• Click Here to Register for NHC's Summer Institute 2024

    See the Course Listings

    Registration deadline: June 18th

    This year’s theme of עִיר מִקְלָט “Ir Miklat: City of Refuge” can be found in a small corner of parshat Matot-Masei (Numbers 30:2 - 36:13). It epitomizes how we want this year’s institute to feel: a space where both the individual and the community at the heart of the Havurah ethos can come together in a safe space to create something meaningful, where our connections are welcoming and inclusive, fun and exciting, relaxing and energizing, and insightful and spiritually significant for our diverse community of participants.

    The Core Team envisions Institute as our City of Refuge--a place that’s safe--this year more than ever. What is it YOU need refuge from? We welcome you to join us at Pearlstone Center for sanctuary and refuge, to renew and refresh, and to play, rest, create and learn with us! Summer Institute will take place july 29-August 4, 2024.

About NHC

The National Havurah Committee (NHC) is a network of diverse individuals and communities dedicated to Jewish living and learning, community building, and tikkun olam (repairing the world). For almost 40 years, the NHC has helped Jews across North America envision a joyful grassroots Judaism, and has provided the tools to help people create empowered Jewish lives and communities. The NHC is nondenominational, multigenerational, egalitarian, and volunteer-run.

The havurah movement in general, and the NHC in specific, is not a “denomination” for several reasons.  First of all, there is no one central institution with which havurot affiliate.  The NHC is an organization that provides resources and networks to grassroots Jewish communities, but does not have any formal category of congregational affiliation.  Some havurot are affiliated with various denominational movements or with synagogues, and many are independent.  Second of all, since the set of all havurot is extremely diverse (and their participants are even more diverse), there is no unifying consensus among havurot about the specifics of Jewish belief and practice.  Havurot are unified instead by a participatory ethos of Jewish community, in which everyone has something to teach and everyone has something to learn, and everyone has a role in creating the community.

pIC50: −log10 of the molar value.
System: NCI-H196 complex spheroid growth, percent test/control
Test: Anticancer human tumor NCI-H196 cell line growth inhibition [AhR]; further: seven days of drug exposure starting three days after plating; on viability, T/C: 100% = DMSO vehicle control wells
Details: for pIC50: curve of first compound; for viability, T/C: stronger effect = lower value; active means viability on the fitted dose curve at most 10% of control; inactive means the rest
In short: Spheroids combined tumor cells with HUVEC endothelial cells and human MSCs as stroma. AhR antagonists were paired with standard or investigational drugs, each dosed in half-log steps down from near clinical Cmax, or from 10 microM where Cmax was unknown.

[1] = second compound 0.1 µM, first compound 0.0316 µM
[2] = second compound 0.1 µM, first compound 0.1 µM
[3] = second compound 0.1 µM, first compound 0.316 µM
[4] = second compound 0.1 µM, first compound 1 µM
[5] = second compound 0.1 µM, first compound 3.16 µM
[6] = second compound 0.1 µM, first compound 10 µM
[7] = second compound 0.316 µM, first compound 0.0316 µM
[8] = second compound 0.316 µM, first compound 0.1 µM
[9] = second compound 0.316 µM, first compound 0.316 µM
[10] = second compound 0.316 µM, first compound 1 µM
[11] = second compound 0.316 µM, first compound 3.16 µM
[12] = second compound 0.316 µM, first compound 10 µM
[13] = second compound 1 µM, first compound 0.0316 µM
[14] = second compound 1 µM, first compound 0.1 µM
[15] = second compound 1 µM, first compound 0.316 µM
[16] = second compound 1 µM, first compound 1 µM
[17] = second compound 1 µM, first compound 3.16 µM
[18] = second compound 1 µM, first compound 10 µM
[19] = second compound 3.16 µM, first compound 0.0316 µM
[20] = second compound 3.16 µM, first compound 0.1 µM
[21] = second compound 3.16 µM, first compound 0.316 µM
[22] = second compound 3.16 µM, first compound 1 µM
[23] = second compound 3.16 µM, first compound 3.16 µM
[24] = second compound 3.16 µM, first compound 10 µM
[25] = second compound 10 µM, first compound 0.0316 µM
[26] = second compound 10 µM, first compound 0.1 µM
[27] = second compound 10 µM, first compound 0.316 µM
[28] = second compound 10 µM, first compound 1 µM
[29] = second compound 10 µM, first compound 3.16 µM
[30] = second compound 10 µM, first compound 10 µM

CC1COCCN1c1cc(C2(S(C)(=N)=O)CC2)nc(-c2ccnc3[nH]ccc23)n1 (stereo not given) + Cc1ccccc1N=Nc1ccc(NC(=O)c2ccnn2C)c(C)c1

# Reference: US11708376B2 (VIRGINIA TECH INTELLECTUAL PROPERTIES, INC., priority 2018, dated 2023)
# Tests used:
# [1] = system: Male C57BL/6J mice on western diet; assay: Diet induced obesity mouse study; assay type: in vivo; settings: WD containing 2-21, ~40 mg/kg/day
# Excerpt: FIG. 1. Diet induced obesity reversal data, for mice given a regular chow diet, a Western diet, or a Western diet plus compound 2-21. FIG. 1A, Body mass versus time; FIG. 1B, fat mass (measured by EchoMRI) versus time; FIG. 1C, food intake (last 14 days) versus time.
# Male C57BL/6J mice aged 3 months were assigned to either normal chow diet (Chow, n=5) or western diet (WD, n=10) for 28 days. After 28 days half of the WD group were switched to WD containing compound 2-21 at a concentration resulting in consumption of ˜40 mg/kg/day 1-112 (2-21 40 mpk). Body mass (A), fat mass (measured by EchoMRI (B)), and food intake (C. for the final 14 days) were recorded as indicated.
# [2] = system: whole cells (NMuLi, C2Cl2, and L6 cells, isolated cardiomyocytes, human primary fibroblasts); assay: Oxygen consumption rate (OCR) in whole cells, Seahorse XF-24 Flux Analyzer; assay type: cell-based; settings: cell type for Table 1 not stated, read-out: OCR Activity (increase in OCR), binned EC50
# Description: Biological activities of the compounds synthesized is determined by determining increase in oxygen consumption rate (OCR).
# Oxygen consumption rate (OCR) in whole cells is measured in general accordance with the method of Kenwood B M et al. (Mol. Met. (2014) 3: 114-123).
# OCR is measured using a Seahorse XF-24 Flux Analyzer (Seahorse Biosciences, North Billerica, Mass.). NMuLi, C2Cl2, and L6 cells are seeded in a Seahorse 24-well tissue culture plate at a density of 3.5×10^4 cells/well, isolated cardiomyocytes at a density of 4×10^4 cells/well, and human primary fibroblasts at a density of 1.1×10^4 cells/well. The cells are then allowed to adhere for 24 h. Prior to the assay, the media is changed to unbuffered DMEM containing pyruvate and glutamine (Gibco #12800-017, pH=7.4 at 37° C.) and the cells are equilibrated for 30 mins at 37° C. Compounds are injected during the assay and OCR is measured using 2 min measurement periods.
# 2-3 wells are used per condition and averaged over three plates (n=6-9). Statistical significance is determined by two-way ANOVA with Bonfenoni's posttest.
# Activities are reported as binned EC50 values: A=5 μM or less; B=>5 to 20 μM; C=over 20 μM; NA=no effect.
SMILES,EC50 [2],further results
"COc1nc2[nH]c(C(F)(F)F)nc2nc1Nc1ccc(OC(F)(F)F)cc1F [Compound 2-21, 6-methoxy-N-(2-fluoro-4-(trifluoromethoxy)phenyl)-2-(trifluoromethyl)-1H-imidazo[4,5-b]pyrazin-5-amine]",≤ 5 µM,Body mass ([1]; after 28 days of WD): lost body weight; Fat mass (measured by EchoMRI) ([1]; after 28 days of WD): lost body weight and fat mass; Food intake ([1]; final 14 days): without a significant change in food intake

The NHC’s flagship program, the week-long Summer Institute, is a unique opportunity for serious study, moving prayer, spirited conversation, late-night jam sessions, singing, dancing, swimming, meditation, and hiking — all in the company of more than 300 people from a wide range of backgrounds. Each year participants leave the Institute reinvigorated and excited to return to their home communities to share new ideas and experiences.

One of the NHC’s greatest strengths is the diversity of its participants. We are musicians, doctors, students, furniture makers, retirees, Jewish professionals, homemakers, teachers, activists, and just about everything else. At past Summer Institutes, our youngest participants have been under 6 months old and our oldest over 80, with many participants from all age groups in between. We are Jews from birth, Jews by choice, people committed to both traditional and non-traditional Jewish practice, non-Jews, and people exploring Judaism; LGBT and straight; people of color, Sefardi, Mizrachi and Ashkenazi; urban, rural, and suburban; Conservative, Orthodox, Reconstructionist, Reform, Renewal, secular, and Jewish without labels; and people with no formal Jewish education, people with Ph.D.’s in Talmud, and people with all other types of Jewish backgrounds. The dynamic process of exploring together what Judaism and Jewishness means in our lives is a highlight of the Institute.

At the Summer Institute, every teacher is also a student and every student is also a teacher. People who are usually called “rabbi” or “professor” throughout the year go by their first names here. And people who rarely take active leadership roles in their communities discover that they, too, can teach and contribute to the community.

One participant summed it up when she wrote after attending her first Havurah Institute: “The Havurah Institute was slightly closer to heaven on earth than other places I’ve been before. It was a week of learning, singing, dancing, talking, thinking, and feeling…You could make friends with anyone regardless of age or affiliation. It was a place full of individuals and families of all ages, shapes, colors, orientations and interests, united by a love of learning and teaching and a desire to make Judaism a positive force in their lives.” We look forward to creating community with you at the NHC Summer Institute!

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